Saturday, February 20, 2010

Delusions - Atheist and Otherwise...

I am a doubter - a skeptic - by nature. I have and continue to undergo constant rethinking, reevaluation and reconsideration of practically every belief, epistemology and phenomenology I am aware that I consciously hold. I envy the plainspoken, unwavering intellectual and volitional faith of many of my friends - both theistic and atheistic. I often wish I held their certainty. But, alas, I do not.

Given that (unfortunate if not uncomfortable) predisposition to ambiguity, nuance, introspection and unsettled uncertainty, I read widely across the spectrum of ideas philosophic, scientific, politic, economic and psychologic. I've read a fair selection of the ancients, the medievals, the enlightened, the modern and the post-modern. I have read Aquinas, Abelard, Aristotle, Origen and Augustine; but also Voltaire, Hume, Nietschze, Kant, Camus and Sartre. I've read Dennett, Russell, Crick, Watson, Penrose, Harris, Dawkins, Wittgenstein, Popper, Hawkins and Einstein as well as Lewis, Chesterton, Teillard de Chardin, Polkinghorne, Eccles, James, Willard, Plantinga (Cornelius and Alvin), McCord-Adams, Wright and Collins.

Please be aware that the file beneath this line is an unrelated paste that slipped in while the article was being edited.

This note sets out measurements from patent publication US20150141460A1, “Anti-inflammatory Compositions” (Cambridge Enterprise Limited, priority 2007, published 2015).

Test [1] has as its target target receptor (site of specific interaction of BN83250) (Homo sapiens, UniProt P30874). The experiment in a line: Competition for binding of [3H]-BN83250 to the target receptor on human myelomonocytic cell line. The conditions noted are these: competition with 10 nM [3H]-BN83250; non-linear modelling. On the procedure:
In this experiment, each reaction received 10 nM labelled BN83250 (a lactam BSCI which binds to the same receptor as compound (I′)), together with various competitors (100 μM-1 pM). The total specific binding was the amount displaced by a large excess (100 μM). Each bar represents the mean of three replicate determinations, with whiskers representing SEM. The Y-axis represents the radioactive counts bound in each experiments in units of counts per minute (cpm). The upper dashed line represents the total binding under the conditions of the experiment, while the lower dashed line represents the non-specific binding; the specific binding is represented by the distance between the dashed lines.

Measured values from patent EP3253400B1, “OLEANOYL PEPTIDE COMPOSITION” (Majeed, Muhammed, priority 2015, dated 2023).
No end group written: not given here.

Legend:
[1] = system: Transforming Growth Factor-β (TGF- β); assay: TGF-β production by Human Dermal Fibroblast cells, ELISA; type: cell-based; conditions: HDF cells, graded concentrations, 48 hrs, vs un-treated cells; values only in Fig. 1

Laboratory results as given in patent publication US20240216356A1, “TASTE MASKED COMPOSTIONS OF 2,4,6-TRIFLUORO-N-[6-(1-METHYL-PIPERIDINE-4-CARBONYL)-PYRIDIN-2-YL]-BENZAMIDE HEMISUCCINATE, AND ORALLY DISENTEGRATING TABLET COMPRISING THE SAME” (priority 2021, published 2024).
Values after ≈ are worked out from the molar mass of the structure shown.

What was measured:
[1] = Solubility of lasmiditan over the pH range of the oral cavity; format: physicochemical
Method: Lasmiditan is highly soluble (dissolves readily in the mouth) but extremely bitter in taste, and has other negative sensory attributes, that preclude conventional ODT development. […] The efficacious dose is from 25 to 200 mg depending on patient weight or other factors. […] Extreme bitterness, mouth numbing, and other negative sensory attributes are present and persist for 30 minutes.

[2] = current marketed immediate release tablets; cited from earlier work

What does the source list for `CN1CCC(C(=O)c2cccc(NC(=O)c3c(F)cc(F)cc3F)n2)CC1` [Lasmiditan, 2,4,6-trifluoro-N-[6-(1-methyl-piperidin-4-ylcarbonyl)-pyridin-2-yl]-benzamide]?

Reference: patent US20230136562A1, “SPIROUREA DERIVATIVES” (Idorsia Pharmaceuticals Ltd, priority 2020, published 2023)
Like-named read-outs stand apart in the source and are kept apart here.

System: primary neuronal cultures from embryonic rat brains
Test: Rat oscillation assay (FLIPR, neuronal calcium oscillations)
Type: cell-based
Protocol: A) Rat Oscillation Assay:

The result of this reading, no doubt due to deficiency of the reader rather than the authors, is a continuing and deepening epistemic humility and a correspondingly deepening and broadening peace and surety. One might think that such reading would create increasing tension and doubt. But the opposite seems to be the case in my experience. The more I read of the faithful - believing and unbelieving - the more comforted I am in my own state of humble belief. Not that my questions are answered, but that there remains no certainty to unseat my own surety. While my doubts continue - my reevaluations neverending, it seems - they dance not along the precipice of an Sartrean abyss, but upon an airy foundation of theistic (Lewisean?) belief.